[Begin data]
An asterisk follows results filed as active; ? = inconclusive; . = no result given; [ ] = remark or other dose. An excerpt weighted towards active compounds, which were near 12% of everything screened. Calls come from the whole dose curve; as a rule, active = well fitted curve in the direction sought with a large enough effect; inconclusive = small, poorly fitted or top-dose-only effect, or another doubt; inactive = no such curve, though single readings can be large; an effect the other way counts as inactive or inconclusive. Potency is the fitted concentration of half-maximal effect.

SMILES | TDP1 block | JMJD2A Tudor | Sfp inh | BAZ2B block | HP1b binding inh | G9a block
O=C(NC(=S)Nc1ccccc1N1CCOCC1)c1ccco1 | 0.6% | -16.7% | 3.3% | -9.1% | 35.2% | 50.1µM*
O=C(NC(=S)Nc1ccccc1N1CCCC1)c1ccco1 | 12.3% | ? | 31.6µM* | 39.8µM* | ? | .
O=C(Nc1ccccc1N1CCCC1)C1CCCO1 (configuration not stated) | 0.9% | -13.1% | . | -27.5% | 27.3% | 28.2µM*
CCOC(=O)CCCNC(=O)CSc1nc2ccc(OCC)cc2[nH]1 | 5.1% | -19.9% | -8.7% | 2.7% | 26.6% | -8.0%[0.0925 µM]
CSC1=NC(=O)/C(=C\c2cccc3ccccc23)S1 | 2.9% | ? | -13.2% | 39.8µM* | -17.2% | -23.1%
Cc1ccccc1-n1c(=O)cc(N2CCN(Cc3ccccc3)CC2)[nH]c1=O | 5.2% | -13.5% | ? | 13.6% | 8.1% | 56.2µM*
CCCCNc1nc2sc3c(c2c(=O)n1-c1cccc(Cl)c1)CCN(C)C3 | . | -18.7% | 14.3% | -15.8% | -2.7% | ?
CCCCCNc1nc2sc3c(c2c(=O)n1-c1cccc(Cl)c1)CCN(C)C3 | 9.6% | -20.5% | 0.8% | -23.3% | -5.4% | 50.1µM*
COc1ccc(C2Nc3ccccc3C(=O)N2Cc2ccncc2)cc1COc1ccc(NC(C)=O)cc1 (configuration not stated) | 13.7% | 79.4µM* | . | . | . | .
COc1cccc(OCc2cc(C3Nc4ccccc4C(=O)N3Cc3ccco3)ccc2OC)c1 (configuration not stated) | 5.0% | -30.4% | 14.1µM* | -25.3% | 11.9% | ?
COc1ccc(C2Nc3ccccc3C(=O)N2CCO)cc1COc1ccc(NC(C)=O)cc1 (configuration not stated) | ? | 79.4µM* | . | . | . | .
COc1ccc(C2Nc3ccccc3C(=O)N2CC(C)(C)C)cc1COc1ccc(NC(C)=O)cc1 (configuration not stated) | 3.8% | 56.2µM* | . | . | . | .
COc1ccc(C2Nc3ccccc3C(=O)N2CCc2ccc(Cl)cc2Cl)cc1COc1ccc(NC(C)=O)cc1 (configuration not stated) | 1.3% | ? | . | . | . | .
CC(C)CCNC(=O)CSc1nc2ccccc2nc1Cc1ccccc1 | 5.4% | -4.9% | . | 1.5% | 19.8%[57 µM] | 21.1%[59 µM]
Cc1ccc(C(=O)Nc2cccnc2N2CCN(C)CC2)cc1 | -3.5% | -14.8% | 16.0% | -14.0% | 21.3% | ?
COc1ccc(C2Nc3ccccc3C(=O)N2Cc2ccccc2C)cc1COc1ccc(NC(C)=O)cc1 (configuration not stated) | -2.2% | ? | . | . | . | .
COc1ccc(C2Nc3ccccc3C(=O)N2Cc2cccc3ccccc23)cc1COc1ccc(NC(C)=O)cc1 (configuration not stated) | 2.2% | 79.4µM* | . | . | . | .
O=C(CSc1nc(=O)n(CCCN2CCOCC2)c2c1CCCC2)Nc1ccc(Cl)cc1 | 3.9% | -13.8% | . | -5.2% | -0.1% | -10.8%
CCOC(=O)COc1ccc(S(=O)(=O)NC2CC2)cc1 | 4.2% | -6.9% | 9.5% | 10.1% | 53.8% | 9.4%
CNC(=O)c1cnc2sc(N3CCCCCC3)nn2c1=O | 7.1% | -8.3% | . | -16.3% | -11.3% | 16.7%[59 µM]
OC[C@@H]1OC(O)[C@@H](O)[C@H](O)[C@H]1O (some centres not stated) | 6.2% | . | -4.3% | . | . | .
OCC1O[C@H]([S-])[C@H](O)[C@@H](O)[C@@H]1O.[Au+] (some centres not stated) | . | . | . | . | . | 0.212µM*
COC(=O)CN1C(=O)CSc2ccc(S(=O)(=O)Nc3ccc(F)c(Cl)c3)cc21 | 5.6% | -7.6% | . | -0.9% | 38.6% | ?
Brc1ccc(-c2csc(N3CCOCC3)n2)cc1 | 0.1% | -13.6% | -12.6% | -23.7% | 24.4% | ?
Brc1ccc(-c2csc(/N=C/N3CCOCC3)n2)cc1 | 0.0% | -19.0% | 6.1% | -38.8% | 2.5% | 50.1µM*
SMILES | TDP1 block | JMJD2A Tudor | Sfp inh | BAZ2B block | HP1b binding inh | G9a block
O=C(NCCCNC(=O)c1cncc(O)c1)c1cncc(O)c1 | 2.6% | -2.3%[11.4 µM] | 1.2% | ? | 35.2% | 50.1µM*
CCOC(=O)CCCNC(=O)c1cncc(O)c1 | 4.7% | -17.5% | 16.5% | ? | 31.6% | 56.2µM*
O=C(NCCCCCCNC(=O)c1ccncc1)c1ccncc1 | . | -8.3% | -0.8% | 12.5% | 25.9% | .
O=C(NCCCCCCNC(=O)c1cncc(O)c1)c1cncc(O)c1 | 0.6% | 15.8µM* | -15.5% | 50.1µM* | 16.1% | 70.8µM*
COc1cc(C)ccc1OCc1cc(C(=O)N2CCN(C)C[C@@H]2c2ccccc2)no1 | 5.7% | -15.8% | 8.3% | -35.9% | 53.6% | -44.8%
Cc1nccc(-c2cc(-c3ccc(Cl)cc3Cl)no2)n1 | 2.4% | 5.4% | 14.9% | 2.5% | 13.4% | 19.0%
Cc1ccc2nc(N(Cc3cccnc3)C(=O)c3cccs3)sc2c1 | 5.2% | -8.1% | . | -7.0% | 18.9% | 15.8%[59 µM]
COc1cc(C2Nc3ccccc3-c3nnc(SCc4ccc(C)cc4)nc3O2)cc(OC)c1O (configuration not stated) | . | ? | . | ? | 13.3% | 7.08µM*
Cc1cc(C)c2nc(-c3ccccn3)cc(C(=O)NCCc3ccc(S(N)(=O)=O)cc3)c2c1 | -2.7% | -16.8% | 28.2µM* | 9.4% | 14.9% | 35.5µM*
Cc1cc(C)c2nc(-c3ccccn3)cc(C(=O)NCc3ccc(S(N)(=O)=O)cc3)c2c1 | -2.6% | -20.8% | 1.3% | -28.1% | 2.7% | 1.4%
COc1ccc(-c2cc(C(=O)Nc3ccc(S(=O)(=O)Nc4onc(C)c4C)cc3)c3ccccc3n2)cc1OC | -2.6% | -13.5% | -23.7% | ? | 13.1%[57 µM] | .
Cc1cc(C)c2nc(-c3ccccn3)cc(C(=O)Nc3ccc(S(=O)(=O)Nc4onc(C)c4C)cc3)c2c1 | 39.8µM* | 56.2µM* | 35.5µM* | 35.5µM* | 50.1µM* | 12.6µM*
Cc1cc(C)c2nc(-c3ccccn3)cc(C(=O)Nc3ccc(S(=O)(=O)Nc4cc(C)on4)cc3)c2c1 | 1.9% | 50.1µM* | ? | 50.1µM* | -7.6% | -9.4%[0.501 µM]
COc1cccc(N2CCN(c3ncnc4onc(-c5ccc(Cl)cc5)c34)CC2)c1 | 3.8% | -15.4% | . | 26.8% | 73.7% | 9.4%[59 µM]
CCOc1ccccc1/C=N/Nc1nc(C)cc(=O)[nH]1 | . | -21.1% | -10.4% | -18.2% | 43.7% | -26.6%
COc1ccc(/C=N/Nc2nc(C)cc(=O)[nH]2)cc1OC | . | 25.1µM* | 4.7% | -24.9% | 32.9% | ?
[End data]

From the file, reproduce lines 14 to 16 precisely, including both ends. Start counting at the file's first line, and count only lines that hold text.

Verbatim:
COc1ccc(C2Nc3ccccc3C(=O)N2CC(C)(C)C)cc1COc1ccc(NC(C)=O)cc1 (configuration not stated) | 3.8% | 56.2µM* | . | . | . | .
COc1ccc(C2Nc3ccccc3C(=O)N2CCc2ccc(Cl)cc2Cl)cc1COc1ccc(NC(C)=O)cc1 (configuration not stated) | 1.3% | ? | . | . | . | .
CC(C)CCNC(=O)CSc1nc2ccccc2nc1Cc1ccccc1 | 5.4% | -4.9% | . | 1.5% | 19.8%[57 µM] | 21.1%[59 µM]